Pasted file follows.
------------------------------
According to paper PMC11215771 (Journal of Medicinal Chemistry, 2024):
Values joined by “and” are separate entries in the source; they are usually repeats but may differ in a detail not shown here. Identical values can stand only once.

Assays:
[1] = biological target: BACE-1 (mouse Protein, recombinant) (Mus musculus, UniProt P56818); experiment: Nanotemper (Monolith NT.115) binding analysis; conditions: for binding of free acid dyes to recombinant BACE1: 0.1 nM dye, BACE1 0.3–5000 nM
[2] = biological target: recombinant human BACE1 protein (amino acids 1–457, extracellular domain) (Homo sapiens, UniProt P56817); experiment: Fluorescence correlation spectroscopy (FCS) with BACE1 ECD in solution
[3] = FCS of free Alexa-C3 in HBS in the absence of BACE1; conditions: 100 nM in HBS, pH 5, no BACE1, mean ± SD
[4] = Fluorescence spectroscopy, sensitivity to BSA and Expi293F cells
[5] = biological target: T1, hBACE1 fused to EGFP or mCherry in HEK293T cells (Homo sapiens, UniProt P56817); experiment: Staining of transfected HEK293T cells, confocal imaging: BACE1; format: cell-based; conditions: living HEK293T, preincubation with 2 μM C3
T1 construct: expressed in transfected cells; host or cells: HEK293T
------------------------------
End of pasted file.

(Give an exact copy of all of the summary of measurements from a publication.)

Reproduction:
According to paper PMC11215771 (Journal of Medicinal Chemistry, 2024):
Values joined by “and” are separate entries in the source; they are usually repeats but may differ in a detail not shown here. Identical values can stand only once.

Assays:
[1] = biological target: BACE-1 (mouse Protein, recombinant) (Mus musculus, UniProt P56818); experiment: Nanotemper (Monolith NT.115) binding analysis; conditions: for binding of free acid dyes to recombinant BACE1: 0.1 nM dye, BACE1 0.3–5000 nM
[2] = biological target: recombinant human BACE1 protein (amino acids 1–457, extracellular domain) (Homo sapiens, UniProt P56817); experiment: Fluorescence correlation spectroscopy (FCS) with BACE1 ECD in solution
[3] = FCS of free Alexa-C3 in HBS in the absence of BACE1; conditions: 100 nM in HBS, pH 5, no BACE1, mean ± SD
[4] = Fluorescence spectroscopy, sensitivity to BSA and Expi293F cells
[5] = biological target: T1, hBACE1 fused to EGFP or mCherry in HEK293T cells (Homo sapiens, UniProt P56817); experiment: Staining of transfected HEK293T cells, confocal imaging: BACE1; format: cell-based; conditions: living HEK293T, preincubation with 2 μM C3
T1 construct: expressed in transfected cells; host or cells: HEK293T